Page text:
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Home Values Are Another Casualty of Fracking

In Oklahoma, major earthquakes—virtually unknown in the state until the fracking boom—depress property values.
A house in Moore, Oklahoma.

A house in Moore, Oklahoma.

When people speak of the hidden costs of fracking, they're usually referring to health problems suffered by people living nearby, or long-term environmental consequences. But new research finds the practice—specifically the earthquakes it triggers—is also linked to more immediate losses.

Specifically, a decline in home prices.

It reports home values in Oklahoma—a state that has endured an exponential rise in earthquake activity since the hydraulic fracturing technology of oil and gas extraction was introduced—dip, sometimes dramatically, after the property has been rocked by a substantial earthquake.

"The recent change in seismicity rates, induced or not, has inflicted substantial costs on homeowners in Oklahoma," writes a research team led by Oberlin College economist Ron Cheung. Its study is published in the journal Regional Science and Urban Economics.

"Before 2010, Oklahoma had only a couple of earthquakes per year that were strong enough to be felt by residents," Cheung and his colleagues write. "Since 2010, seismic activity has increased, bringing potentially damaging quakes several times each year, and perceptible quakes every day."

To find whether this new reality has hurt property values, they looked at two sets of data covering the years 2006 through 2014—one featuring sale prices, and another noting the number of days a house is on the market.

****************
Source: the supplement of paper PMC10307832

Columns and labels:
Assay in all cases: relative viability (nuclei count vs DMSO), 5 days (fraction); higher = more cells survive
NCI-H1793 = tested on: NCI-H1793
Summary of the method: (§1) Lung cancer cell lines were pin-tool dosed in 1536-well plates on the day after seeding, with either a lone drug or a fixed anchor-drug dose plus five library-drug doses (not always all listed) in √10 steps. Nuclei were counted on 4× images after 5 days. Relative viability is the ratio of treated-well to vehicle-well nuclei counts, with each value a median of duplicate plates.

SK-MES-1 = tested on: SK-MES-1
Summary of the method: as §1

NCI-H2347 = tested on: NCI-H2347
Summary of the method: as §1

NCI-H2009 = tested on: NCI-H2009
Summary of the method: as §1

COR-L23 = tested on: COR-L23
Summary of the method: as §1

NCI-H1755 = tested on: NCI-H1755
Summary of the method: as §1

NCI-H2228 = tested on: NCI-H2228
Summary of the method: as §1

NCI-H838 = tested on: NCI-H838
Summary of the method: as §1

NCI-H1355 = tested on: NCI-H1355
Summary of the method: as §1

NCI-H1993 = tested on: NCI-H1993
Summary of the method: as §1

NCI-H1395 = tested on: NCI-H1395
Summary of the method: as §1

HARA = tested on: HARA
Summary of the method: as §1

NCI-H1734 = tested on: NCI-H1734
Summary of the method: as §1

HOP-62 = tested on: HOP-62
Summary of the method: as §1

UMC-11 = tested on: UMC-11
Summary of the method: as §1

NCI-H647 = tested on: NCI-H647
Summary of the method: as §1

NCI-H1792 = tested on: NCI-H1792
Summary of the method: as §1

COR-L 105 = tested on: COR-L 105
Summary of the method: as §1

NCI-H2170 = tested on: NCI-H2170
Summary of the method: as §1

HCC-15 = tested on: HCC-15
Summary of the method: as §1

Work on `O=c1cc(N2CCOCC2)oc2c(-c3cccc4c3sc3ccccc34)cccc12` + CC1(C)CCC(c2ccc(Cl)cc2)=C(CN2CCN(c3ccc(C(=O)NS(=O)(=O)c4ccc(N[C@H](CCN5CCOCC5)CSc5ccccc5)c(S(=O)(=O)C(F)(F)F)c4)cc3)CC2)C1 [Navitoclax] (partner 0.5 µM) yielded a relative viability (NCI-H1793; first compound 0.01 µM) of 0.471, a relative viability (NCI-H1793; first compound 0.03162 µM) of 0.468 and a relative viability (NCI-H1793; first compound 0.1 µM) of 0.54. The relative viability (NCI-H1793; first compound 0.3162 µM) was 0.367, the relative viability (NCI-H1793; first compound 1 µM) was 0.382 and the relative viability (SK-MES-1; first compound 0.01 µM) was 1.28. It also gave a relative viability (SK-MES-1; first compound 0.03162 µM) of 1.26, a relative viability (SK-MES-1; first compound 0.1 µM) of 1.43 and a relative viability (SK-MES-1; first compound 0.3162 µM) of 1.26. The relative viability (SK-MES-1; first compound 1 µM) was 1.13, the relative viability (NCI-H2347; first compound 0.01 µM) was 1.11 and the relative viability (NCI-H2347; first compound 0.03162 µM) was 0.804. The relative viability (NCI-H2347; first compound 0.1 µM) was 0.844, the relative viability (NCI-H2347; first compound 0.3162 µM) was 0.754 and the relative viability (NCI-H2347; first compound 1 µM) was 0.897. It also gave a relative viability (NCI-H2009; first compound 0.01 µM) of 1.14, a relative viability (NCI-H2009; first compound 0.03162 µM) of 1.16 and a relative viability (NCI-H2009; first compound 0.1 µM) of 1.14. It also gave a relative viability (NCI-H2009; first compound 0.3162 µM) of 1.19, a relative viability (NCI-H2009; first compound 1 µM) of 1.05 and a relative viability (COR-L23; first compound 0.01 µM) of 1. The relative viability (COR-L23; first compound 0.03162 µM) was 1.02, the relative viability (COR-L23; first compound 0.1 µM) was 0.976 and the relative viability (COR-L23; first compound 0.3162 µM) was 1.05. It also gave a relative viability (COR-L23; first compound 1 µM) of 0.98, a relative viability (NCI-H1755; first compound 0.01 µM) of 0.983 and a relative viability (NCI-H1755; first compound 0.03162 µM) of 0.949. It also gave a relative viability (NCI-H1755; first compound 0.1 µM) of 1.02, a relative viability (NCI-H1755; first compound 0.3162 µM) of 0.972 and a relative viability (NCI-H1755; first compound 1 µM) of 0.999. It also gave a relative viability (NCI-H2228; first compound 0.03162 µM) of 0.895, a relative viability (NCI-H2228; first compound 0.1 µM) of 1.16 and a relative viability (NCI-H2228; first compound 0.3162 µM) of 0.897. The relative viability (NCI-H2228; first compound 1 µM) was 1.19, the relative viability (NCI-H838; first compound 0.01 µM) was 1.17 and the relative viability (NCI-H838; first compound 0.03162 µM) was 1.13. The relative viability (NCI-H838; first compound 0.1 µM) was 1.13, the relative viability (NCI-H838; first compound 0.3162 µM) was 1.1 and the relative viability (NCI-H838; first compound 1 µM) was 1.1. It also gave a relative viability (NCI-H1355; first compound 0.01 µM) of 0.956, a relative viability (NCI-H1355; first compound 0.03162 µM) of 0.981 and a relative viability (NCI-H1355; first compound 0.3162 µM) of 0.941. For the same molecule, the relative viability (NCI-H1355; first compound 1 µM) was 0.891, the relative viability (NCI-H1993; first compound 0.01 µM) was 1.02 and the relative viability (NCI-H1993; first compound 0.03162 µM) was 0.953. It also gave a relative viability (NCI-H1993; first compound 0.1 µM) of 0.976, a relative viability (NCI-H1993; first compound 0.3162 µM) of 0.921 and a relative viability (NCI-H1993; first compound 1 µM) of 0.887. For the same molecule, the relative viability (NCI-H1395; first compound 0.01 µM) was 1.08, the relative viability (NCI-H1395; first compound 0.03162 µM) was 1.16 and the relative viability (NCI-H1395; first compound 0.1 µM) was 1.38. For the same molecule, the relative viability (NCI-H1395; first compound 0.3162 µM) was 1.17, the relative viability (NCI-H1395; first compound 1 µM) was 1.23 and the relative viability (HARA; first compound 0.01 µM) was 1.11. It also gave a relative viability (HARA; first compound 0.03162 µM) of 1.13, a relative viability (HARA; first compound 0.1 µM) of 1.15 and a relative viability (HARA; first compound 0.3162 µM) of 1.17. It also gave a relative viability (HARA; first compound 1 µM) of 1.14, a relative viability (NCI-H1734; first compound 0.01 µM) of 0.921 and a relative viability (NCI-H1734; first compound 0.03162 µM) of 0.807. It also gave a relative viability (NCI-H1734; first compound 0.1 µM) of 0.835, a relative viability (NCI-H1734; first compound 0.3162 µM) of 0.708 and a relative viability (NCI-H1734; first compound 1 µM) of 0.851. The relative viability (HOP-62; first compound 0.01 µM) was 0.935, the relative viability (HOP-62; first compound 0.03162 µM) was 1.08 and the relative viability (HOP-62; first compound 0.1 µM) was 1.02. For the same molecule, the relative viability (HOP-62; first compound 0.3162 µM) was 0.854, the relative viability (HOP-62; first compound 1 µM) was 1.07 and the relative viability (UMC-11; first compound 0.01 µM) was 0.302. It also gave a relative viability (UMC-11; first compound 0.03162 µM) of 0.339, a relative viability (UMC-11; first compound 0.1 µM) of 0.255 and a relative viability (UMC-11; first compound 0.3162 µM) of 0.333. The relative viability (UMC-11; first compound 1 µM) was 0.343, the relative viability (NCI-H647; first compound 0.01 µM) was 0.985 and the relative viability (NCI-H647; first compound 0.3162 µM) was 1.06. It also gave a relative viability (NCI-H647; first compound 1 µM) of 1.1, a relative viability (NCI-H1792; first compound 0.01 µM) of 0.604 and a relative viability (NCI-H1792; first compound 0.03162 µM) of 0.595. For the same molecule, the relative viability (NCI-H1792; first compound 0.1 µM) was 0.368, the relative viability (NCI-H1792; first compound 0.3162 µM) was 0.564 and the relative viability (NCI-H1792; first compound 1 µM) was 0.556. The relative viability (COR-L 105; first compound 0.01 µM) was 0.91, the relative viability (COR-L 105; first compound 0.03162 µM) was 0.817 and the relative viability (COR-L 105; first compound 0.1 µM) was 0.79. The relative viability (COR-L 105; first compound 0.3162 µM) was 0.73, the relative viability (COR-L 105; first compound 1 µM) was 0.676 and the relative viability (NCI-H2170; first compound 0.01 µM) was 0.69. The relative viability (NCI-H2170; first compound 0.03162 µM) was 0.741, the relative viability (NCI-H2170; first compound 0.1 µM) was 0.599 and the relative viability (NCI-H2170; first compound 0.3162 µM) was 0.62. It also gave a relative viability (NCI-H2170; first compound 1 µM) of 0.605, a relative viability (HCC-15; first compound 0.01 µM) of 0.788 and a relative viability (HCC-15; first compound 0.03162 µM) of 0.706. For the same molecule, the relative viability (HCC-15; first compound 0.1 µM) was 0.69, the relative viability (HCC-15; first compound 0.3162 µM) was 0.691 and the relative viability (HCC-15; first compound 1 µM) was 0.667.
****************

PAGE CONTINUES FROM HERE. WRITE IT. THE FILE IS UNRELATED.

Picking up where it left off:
Using data from the Oklahoma Geological Survey and the United States Geological Survey, "we link earthquake magnitude and the distance of a property to the earthquake epicenter" to determine the intensity of each quake for each piece of property.

"We estimate that prices decline by 3 to 4 percent after a home has experienced a moderate earthquake," they report. "Prices can decline 9 percent or more after a particularly damaging earthquake."

In addition, they found houses stayed on the market for significantly longer after earthquakes, presumably due to discomfort on the part of potential buyers.

"Wastewater injections do not necessarily lead to harmful seismic activities," the researchers write. "Careful and responsive regulatory practices may prove as effective in seismic risk mitigation as banning wastewater injection outright."

Putting such regulations in place will require political pressure. Homeowners whose property values have decreased may be particularly inspired to call their Congressional representatives and demand action.